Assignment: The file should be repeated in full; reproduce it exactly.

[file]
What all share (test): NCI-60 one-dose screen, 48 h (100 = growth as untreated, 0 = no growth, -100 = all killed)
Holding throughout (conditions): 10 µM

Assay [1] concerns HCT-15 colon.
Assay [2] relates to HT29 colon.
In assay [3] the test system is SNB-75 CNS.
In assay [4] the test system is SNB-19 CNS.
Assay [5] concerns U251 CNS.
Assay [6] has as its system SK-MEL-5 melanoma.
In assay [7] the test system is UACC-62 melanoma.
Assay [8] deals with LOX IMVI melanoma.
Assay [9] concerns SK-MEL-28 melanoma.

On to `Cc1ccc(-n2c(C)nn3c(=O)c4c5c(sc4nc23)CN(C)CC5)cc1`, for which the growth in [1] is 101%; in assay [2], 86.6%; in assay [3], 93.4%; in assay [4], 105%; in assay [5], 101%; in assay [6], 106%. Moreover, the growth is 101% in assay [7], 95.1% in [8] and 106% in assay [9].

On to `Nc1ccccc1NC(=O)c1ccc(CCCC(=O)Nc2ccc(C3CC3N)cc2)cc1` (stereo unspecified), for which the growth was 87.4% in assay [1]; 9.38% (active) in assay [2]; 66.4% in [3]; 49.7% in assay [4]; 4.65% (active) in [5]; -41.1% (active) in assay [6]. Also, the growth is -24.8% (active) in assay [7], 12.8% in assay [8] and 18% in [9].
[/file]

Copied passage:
What all share (test): NCI-60 one-dose screen, 48 h (100 = growth as untreated, 0 = no growth, -100 = all killed)
Holding throughout (conditions): 10 µM

Assay [1] concerns HCT-15 colon.
Assay [2] relates to HT29 colon.
In assay [3] the test system is SNB-75 CNS.
In assay [4] the test system is SNB-19 CNS.
Assay [5] concerns U251 CNS.
Assay [6] has as its system SK-MEL-5 melanoma.
In assay [7] the test system is UACC-62 melanoma.
Assay [8] deals with LOX IMVI melanoma.
Assay [9] concerns SK-MEL-28 melanoma.

On to `Cc1ccc(-n2c(C)nn3c(=O)c4c5c(sc4nc23)CN(C)CC5)cc1`, for which the growth in [1] is 101%; in assay [2], 86.6%; in assay [3], 93.4%; in assay [4], 105%; in assay [5], 101%; in assay [6], 106%. Moreover, the growth is 101% in assay [7], 95.1% in [8] and 106% in assay [9].

On to `Nc1ccccc1NC(=O)c1ccc(CCCC(=O)Nc2ccc(C3CC3N)cc2)cc1` (stereo unspecified), for which the growth was 87.4% in assay [1]; 9.38% (active) in assay [2]; 66.4% in [3]; 49.7% in assay [4]; 4.65% (active) in [5]; -41.1% (active) in assay [6]. Also, the growth is -24.8% (active) in assay [7], 12.8% in assay [8] and 18% in [9].